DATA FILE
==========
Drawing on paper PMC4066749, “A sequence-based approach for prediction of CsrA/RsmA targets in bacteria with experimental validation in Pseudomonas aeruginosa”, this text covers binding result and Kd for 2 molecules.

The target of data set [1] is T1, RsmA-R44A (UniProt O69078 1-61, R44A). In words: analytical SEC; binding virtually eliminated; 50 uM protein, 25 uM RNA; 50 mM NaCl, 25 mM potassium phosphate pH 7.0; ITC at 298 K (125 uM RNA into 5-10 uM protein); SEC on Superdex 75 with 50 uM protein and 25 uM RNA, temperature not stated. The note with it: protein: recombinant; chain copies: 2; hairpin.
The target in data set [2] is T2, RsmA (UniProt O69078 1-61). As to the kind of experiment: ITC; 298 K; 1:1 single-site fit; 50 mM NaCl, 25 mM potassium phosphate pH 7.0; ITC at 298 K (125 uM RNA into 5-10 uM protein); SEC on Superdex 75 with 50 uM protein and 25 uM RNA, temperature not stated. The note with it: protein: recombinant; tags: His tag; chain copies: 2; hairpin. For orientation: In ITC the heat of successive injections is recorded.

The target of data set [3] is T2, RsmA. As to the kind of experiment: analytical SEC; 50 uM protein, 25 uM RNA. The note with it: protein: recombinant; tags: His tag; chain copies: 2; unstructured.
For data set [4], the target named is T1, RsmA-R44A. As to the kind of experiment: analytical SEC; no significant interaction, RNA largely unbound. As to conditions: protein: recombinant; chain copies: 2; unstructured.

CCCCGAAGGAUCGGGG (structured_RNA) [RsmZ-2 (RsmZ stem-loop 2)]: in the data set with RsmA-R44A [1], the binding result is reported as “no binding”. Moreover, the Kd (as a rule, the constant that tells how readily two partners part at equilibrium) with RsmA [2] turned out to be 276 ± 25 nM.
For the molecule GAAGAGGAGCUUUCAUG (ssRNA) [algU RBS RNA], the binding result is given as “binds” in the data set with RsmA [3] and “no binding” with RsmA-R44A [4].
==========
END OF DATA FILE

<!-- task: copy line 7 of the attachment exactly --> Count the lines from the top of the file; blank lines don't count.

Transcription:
For the molecule GAAGAGGAGCUUUCAUG (ssRNA) [algU RBS RNA], the binding result is given as “binds” in the data set with RsmA [3] and “no binding” with RsmA-R44A [4].